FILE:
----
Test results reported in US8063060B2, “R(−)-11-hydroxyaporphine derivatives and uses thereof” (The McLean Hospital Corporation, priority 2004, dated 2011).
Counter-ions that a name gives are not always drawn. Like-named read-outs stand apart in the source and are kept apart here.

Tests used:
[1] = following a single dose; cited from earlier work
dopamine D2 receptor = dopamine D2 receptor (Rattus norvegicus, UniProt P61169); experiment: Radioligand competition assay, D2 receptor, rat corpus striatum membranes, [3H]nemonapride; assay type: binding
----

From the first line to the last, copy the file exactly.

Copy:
Test results reported in US8063060B2, “R(−)-11-hydroxyaporphine derivatives and uses thereof” (The McLean Hospital Corporation, priority 2004, dated 2011).
Counter-ions that a name gives are not always drawn. Like-named read-outs stand apart in the source and are kept apart here.

Tests used:
[1] = following a single dose; cited from earlier work
dopamine D2 receptor = dopamine D2 receptor (Rattus norvegicus, UniProt P61169); experiment: Radioligand competition assay, D2 receptor, rat corpus striatum membranes, [3H]nemonapride; assay type: binding